Turning an old gel wrist pad into the ultimate lint remover

In a world where everything is cultivated and technologised, it’s still possible to make discoveries. I will share with you my great discovery that old gel wrist pads make for great lint removers.

I have been using gel wristpads ever since a nasty bout of repetitive strain injury. I like straightforward uncurved lycra covered wrist pads, and they last two to three years, and then the lycra sort of disconnects from the gel and starts to crease, which is annoying when you type. That is when it is time to replace them.

I have found that it is not that easy to come by the ones I like, so I generally order two, because, as you know, I like to have spare things.

Because I tend to be a bit curious, at some point I dismantled an old gel wrist pad to see what that gel is like. Well, it’s sticky as hell! After some consideration, I realised this is extremely useful. Watch and learn.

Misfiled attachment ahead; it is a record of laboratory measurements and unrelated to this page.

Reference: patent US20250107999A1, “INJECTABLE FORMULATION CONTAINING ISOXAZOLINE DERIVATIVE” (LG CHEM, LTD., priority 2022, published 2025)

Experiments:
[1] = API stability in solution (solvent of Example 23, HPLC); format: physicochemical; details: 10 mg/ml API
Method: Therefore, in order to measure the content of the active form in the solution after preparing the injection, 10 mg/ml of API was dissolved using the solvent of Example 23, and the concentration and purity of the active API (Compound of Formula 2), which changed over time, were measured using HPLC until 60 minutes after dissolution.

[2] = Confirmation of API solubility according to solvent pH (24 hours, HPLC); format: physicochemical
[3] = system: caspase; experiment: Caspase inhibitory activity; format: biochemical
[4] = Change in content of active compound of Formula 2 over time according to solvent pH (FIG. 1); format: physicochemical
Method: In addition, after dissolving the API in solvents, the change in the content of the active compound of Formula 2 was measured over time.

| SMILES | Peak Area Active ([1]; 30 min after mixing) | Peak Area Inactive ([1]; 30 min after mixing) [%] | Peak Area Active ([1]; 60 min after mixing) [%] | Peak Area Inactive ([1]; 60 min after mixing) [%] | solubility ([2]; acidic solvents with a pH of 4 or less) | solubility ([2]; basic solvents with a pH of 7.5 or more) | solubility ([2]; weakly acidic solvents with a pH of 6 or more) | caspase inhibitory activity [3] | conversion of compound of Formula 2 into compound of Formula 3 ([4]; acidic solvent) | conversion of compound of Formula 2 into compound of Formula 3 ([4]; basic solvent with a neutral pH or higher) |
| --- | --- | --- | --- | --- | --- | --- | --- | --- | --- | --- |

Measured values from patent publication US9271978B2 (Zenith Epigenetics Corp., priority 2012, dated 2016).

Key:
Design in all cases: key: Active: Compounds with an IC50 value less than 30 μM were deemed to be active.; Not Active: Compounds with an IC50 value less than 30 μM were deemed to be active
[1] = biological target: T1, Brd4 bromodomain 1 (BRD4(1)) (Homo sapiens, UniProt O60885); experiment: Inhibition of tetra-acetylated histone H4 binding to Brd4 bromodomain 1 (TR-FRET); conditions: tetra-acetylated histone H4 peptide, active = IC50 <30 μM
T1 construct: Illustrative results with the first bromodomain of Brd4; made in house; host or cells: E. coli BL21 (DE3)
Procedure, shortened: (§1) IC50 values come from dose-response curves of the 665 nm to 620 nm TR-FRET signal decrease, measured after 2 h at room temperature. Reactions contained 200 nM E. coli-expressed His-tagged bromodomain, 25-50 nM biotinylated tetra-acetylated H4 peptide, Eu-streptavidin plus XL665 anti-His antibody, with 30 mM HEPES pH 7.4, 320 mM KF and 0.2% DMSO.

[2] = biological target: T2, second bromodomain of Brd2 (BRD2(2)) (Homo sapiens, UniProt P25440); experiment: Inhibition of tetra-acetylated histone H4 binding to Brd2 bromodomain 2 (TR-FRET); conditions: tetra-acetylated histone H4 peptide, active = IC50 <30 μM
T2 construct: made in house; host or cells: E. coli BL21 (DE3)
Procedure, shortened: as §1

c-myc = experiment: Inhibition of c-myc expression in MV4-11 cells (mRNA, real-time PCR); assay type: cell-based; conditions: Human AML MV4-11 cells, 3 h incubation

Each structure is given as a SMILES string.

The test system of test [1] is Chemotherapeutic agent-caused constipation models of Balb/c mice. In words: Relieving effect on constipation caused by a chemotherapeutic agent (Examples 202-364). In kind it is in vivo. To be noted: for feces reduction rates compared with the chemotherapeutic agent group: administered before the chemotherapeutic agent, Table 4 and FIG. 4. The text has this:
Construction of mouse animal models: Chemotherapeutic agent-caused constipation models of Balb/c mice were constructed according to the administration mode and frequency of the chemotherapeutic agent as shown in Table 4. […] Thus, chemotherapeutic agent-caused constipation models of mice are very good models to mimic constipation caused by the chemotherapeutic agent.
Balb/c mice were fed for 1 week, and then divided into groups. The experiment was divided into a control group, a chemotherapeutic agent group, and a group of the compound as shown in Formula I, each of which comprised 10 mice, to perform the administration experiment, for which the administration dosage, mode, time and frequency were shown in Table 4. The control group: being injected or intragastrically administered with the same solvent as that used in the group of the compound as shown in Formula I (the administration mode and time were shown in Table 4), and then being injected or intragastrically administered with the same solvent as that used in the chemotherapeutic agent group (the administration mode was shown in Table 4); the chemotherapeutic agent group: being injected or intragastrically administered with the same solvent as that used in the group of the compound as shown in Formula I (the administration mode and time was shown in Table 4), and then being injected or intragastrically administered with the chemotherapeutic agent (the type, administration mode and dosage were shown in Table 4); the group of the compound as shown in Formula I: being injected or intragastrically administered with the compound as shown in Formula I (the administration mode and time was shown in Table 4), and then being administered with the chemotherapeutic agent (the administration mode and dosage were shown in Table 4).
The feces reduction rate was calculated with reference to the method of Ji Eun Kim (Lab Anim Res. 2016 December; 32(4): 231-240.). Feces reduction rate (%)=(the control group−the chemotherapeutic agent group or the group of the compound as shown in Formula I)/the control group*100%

First, order a gel wristpad (or two) and use it until it needs to be replaced.
Ordering new wristpads has in the past proven to be no simple feat, and this time too, I had the weirdest hard time to just get two straight lycra covered gel wristpads. I ordered them July 11, I got them today. Not the ones I ordered, but it’s too long a story.

Anyway, here some pictorial evidence of the gel wristpads having arrived:

Yes, yes, that was a bit of a ridiculously large box, but the cats appreciate it.

Now, let’s turn to the hapless victim: the worn out wrist pad. Here it is.

Now peel off the lycra and the foam layer underneath it etc, it’s a bit messy, because the foam tends to be a bit crumbly after those years of supporting your wrists.

Congratulations! You made it this far!
Now cut the gel slug you released into bits of handy size:






Very sticky! And this is what you can do with it: remove lint. Behold a pillow case covered in spare cat fluff, before and after applying your hand sized slug of gel: